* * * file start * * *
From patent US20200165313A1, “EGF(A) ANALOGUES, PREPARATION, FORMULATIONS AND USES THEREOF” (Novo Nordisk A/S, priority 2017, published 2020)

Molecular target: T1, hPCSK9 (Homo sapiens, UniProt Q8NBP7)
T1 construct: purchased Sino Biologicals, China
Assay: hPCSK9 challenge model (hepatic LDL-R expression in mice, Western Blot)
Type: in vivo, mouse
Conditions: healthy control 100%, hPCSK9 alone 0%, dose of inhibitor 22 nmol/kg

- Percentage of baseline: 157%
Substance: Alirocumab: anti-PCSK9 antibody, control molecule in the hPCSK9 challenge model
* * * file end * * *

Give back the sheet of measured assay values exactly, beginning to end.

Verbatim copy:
From patent US20200165313A1, “EGF(A) ANALOGUES, PREPARATION, FORMULATIONS AND USES THEREOF” (Novo Nordisk A/S, priority 2017, published 2020)

Molecular target: T1, hPCSK9 (Homo sapiens, UniProt Q8NBP7)
T1 construct: purchased Sino Biologicals, China
Assay: hPCSK9 challenge model (hepatic LDL-R expression in mice, Western Blot)
Type: in vivo, mouse
Conditions: healthy control 100%, hPCSK9 alone 0%, dose of inhibitor 22 nmol/kg

- Percentage of baseline: 157%
Substance: Alirocumab: anti-PCSK9 antibody, control molecule in the hPCSK9 challenge model